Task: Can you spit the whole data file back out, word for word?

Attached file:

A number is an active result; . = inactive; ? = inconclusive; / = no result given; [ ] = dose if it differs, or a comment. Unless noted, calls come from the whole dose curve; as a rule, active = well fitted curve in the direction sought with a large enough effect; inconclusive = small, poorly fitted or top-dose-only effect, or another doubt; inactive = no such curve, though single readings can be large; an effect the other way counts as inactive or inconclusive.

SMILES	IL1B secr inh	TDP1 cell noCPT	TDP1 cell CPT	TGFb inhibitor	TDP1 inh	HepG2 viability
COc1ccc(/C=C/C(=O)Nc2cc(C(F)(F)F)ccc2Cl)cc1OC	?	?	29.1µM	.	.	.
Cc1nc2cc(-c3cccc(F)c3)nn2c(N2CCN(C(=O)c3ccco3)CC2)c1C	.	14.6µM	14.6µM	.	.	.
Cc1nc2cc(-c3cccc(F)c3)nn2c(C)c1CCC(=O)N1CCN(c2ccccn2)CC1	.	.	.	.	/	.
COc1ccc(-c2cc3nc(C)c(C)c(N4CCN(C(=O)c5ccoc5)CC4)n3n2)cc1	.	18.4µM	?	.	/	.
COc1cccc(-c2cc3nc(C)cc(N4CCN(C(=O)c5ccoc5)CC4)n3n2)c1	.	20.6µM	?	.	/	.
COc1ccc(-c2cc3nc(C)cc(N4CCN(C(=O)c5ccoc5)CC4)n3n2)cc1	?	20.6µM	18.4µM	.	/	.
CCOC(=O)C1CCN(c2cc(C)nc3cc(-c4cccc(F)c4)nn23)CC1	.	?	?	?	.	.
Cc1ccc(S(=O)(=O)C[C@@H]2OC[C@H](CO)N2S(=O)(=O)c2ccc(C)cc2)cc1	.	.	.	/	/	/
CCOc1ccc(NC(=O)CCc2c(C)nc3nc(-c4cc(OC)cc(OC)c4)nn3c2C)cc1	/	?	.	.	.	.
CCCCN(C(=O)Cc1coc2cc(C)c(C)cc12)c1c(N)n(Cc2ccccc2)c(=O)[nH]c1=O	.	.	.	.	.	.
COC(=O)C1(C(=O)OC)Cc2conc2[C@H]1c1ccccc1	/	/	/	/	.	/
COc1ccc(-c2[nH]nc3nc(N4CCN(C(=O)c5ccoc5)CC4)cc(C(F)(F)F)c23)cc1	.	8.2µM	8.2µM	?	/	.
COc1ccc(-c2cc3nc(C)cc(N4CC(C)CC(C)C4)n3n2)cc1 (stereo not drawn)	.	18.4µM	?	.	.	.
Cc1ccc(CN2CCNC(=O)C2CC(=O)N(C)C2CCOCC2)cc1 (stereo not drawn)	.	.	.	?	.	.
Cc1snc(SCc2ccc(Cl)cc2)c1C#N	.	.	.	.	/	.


A number is an active result; . = inactive; ? = inconclusive; / = no result given; [ ] = dose if it differs, or a comment. Unless noted, calls come from the whole dose curve; as a rule, active = well fitted curve in the direction sought with a large enough effect; inconclusive = small, poorly fitted or top-dose-only effect, or another doubt; inactive = no such curve, though single readings can be large; an effect the other way counts as inactive or inconclusive.

SMILES	IL1B secr inh	TDP1 cell noCPT	TDP1 cell CPT	TGFb inhibitor	TDP1 inh	HepG2 viability
COc1ccc(/C=C/C(=O)Nc2cc(C(F)(F)F)ccc2Cl)cc1OC	?	?	29.1µM	.	.	.
Cc1nc2cc(-c3cccc(F)c3)nn2c(N2CCN(C(=O)c3ccco3)CC2)c1C	.	14.6µM	14.6µM	.	.	.
Cc1nc2cc(-c3cccc(F)c3)nn2c(C)c1CCC(=O)N1CCN(c2ccccn2)CC1	.	.	.	.	/	.
COc1ccc(-c2cc3nc(C)c(C)c(N4CCN(C(=O)c5ccoc5)CC4)n3n2)cc1	.	18.4µM	?	.	/	.
COc1cccc(-c2cc3nc(C)cc(N4CCN(C(=O)c5ccoc5)CC4)n3n2)c1	.	20.6µM	?	.	/	.
COc1ccc(-c2cc3nc(C)cc(N4CCN(C(=O)c5ccoc5)CC4)n3n2)cc1	?	20.6µM	18.4µM	.	/	.
CCOC(=O)C1CCN(c2cc(C)nc3cc(-c4cccc(F)c4)nn23)CC1	.	?	?	?	.	.
Cc1ccc(S(=O)(=O)C[C@@H]2OC[C@H](CO)N2S(=O)(=O)c2ccc(C)cc2)cc1	.	.	.	/	/	/
CCOc1ccc(NC(=O)CCc2c(C)nc3nc(-c4cc(OC)cc(OC)c4)nn3c2C)cc1	/	?	.	.	.	.
CCCCN(C(=O)Cc1coc2cc(C)c(C)cc12)c1c(N)n(Cc2ccccc2)c(=O)[nH]c1=O	.	.	.	.	.	.
COC(=O)C1(C(=O)OC)Cc2conc2[C@H]1c1ccccc1	/	/	/	/	.	/
COc1ccc(-c2[nH]nc3nc(N4CCN(C(=O)c5ccoc5)CC4)cc(C(F)(F)F)c23)cc1	.	8.2µM	8.2µM	?	/	.
COc1ccc(-c2cc3nc(C)cc(N4CC(C)CC(C)C4)n3n2)cc1 (stereo not drawn)	.	18.4µM	?	.	.	.
Cc1ccc(CN2CCNC(=O)C2CC(=O)N(C)C2CCOCC2)cc1 (stereo not drawn)	.	.	.	?	.	.
Cc1snc(SCc2ccc(Cl)cc2)c1C#N	.	.	.	.	/	.